Once you have selected your drivers, you will want to complete a skill verification. This allows you to assess their knowledge and specific driving skills, and then remediate where needed. Download The Redwoods Groups sample Driver Skill Verification tool as a guide for various items to evaluate when taking a driver out on the road for the first time. 

Fostering a Culture of Safety Behind the Wheel 

Selecting safe drivers — and verifying their skills — is just the first step, however. Just like we do with our lifeguards, our camp drivers need ongoing training and skills development opportunities. This allows them to apply their knowledge to situations they may face while at work, and practice their skills in real-life scenarios.  

Scenario-Based Training 

Scenario-based training is essential for preparing drivers to handle various situations they may encounter during the camp season. By simulating real-world scenarios beforehand, drivers can practice without feeling overwhelmed by the responsibility. Some examples of scenarios to include in training sessions are:  

  • Driving around camp to familiarize drivers with camp routes and conditions. 
  • Practicing driving in different weather conditions, such as strong winds or rain. 
  • Navigating highways and traffic safely. 
  • Conducting practice runs to the airport for picking up campers. 
  • Driving to, and parking at, all field trip locations. 

Identify and plan for all scenarios drivers may encounter at your camp and develop a training plan accordingly. 

Back-Up Practice 

Given that backing up is a leading cause of accidents, implementing specific safety practices for backing up is crucial. Consider the following ideas: 

  • Transportation Rodeo: Host a transportation rodeo featuring different skills tests, such as backing up without hitting obstacles, like cones. This engaging activity allows drivers to test their skills while having fun.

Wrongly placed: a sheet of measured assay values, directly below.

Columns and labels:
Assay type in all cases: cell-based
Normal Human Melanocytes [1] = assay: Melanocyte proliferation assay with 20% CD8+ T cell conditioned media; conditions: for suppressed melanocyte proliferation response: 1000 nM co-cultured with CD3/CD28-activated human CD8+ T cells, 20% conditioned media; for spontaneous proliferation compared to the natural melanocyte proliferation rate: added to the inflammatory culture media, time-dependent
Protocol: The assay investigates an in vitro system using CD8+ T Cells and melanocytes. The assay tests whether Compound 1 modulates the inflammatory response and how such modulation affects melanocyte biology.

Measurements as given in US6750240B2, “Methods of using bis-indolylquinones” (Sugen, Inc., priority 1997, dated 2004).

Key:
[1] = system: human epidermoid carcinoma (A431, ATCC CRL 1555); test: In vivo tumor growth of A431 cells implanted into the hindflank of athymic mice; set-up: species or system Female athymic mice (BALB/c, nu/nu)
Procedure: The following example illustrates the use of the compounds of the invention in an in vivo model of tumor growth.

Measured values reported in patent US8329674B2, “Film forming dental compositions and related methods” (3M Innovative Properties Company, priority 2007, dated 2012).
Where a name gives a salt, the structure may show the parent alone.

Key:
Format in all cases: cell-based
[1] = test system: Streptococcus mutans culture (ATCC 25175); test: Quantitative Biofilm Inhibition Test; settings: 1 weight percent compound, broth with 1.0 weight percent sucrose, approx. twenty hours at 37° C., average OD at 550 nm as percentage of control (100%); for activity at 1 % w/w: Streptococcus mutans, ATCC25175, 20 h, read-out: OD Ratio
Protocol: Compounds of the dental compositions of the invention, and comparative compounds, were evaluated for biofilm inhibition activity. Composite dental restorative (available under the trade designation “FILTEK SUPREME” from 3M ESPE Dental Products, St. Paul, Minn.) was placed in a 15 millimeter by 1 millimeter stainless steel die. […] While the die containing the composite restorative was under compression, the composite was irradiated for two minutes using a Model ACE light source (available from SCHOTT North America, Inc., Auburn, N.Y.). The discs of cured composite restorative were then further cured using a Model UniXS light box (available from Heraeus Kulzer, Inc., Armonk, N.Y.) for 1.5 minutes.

• Orange Cone: Implement an orange cone policy where drivers must place cones at the front and rear of the vehicle after parking. This encourages drivers, while leaving and removing the cones, to intentionally check their surroundings before backing up. 
  • Utilize Other Staff: Utilize other staff members to assist during backing-up practice sessions, either from inside the vehicle or by providing guidance outside (if can be done safely). Having an extra set of eyes can enhance safety and reinforce proper backing-up techniques. 

"Drive-Alongs" with Leadership  

Implementing "drive-alongs" with camp leadership is an effective method to develop drivers' skills. Not only does this provide drivers with valuable behind-the-wheel experience, but it also offers leadership the opportunity to provide guidance and reinforcement of safe driving behaviors. These ride-alongs should continue throughout the summer, allowing leadership to monitor drivers' performance and ensure consistent adherence to safety protocols, especially when campers are present in the vehicle. 

Please Note: Telematics apps have evolved significantly, enabling employers to monitor vehicle movements, speed, and various metrics like "hard stops" and "rapid acceleration.” While these apps offer valuable insights, their effectiveness depends on consistent tracking and utilization of the data. Discovering post-accident that a driver consistently exceeded speed limits is unhelpful. Therefore, organizations employing such technology should establish clear policies and protocols to actively monitor and enforce accountability among drivers. 

By incorporating these strategies into your driver training program, you can enhance the skills and preparedness of your drivers, ultimately reducing the risk of accidents at camp. 

This blog is sponsored by The Redwoods Group — a mission-driven insurance carrier that only insures camps and other youth-serving organizations. Redwoods' model leverages data and insights from its insuring relationships to help customers scale their mission, protect their campers and create safe communities for all.

Photo by Rodrigo dos Reis on Unsplash.